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5 things you need to know about the Amazon fire. Photo :  AP
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#Prayforamazonia: 5 things you need to know about the Amazon fire

For the last three weeks, The Amazon has been on fire. These are five things you need to know about what is happening in Brazil.

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The Amazon Rainforest is known as “The lungs of the world,” for its ability to produce more than 20% of the world's oxygen. Brazil, Peru, Colombia, Venezuela, Ecuador, Bolivia, Guayana, Suriname, and French Guiana all share custody of the forest. 
 
1. Who lives there?

7 things you need to know about The Amazon fire. Photo: El Universal

The forest is home for 40,000 species of plants, 427 species of mammals, 1,300 types of birds, 378 reptiles, more than 400 different amphibians, and 3,000 species of fish. In Brazil alone, which holds the largest portion of the Amazon, there are more than 96,600 different invertebrates. As for people, according to Survival, 35 million live in the Amazon, including an indigenous population of 2.6 million split among 400 different tribes. 

2. What happened?

July and August are the driest months for the forest. This August has been the month with the highest forest fires in Brazil since 2013. This year there have been 72,843 fires in the forest, the most recent have been going on for the last three weeks. As of right now, authorities are still trying to figure out the cause, without reaching a definitive conclusion.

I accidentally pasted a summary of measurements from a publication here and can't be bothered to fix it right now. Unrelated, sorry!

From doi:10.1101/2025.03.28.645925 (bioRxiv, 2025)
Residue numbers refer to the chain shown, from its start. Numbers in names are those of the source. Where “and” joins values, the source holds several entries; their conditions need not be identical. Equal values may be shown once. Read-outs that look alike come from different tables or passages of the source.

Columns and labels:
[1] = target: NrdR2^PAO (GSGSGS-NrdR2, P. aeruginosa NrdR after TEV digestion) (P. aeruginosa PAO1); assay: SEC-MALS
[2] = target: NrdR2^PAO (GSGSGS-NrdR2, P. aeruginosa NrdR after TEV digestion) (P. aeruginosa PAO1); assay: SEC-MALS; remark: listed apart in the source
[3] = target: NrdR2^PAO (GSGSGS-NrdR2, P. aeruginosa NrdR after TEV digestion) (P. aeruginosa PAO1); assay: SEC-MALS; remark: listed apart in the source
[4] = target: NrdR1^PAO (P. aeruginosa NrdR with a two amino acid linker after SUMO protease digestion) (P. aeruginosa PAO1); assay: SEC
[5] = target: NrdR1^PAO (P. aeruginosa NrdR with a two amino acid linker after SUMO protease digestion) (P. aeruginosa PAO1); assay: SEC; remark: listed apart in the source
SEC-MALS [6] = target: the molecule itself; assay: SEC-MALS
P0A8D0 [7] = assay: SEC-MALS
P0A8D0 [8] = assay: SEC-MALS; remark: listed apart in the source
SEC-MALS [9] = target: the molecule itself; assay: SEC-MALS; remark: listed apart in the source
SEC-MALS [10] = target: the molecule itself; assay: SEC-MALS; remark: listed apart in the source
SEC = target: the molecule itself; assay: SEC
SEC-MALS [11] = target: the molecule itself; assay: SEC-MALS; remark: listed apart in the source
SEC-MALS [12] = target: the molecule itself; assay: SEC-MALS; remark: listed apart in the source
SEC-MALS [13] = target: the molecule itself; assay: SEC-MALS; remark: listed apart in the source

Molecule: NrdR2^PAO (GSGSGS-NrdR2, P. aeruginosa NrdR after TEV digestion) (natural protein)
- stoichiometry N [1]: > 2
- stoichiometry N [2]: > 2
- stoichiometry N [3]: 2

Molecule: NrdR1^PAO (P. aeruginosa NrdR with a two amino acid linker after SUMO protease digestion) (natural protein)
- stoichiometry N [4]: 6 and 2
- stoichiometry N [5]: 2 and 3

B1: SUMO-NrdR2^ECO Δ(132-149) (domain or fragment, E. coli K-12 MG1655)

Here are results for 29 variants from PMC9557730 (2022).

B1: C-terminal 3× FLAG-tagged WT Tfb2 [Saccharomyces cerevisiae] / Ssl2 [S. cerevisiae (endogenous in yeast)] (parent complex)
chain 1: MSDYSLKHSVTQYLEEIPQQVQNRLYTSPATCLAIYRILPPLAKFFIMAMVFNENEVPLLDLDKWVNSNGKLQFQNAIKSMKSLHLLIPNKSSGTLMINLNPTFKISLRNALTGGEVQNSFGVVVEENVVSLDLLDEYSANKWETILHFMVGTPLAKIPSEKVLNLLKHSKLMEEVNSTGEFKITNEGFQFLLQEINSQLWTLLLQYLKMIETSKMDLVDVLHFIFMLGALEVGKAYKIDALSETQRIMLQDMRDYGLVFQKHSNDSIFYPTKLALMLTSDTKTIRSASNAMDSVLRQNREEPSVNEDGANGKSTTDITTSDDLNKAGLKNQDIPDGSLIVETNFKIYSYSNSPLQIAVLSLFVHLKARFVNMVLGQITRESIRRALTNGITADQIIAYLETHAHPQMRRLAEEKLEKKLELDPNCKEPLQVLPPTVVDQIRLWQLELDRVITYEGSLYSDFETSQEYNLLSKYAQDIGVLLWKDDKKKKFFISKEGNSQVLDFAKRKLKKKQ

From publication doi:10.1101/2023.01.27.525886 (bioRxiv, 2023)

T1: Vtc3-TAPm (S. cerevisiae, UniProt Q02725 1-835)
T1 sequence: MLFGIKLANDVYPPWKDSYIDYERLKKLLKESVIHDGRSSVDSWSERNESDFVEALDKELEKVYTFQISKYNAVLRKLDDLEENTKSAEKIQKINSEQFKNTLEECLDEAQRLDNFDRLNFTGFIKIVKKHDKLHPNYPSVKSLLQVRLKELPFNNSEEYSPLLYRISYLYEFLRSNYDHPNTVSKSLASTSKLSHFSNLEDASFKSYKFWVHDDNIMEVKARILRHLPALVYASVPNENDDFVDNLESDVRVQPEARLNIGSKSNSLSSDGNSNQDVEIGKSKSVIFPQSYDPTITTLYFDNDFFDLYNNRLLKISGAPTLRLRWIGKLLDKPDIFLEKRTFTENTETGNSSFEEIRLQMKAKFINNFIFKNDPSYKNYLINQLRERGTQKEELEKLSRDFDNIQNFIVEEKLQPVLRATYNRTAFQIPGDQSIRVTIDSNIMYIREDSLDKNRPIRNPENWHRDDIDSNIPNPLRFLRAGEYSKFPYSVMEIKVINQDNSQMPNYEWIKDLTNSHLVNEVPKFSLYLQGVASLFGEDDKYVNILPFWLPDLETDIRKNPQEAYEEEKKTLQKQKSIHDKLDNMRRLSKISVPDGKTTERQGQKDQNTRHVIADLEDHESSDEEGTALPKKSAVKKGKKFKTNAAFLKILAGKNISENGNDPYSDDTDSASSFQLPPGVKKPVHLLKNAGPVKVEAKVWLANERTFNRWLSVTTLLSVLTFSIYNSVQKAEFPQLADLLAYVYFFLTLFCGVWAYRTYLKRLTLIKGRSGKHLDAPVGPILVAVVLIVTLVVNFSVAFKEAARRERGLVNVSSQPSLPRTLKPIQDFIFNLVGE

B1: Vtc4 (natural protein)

3. Was it man-made?

Because it’s a rainforest, The Amazon should be almost “fireproof,” unless in the case of arson, according to Brazilian Environmentalists. Christian Poirier, the program director for Amazon Watch, told CNN that even during dry seasons, the Amazon doesn't catch fire easily unless the wildfires were set by cattle ranchers and loggers who want to clear and utilize the land. They believe the country's pro-business narrative of the president might have influenced action against the forest. 

4. What’s going on according to Bolsonaro
7 things you need to know about The Amazon fire. Photo: The Dialogue

"Maybe -I am not affirming it- NGO is carrying out some criminal actions to draw attention against me, against the government of Brazil," said Brazilian president Jair Bolsonaro. Non-Governmental Organizations (NGOs) are nonprofit, citizen-based operations that function independently of the government and fight for causes like education, health care, public policy, human rights, and the environment, among others. Since Bolsonaro took office earlier this year, forest fires have increased 82% in the Amazon compared to last year.

5. Don’t believe everything you see

More than 10 ten fake images have surfaced of the Amazon on social media pertaining to the fires. 

7 things you need to know about The Amazon fire. Photo: La Lupa

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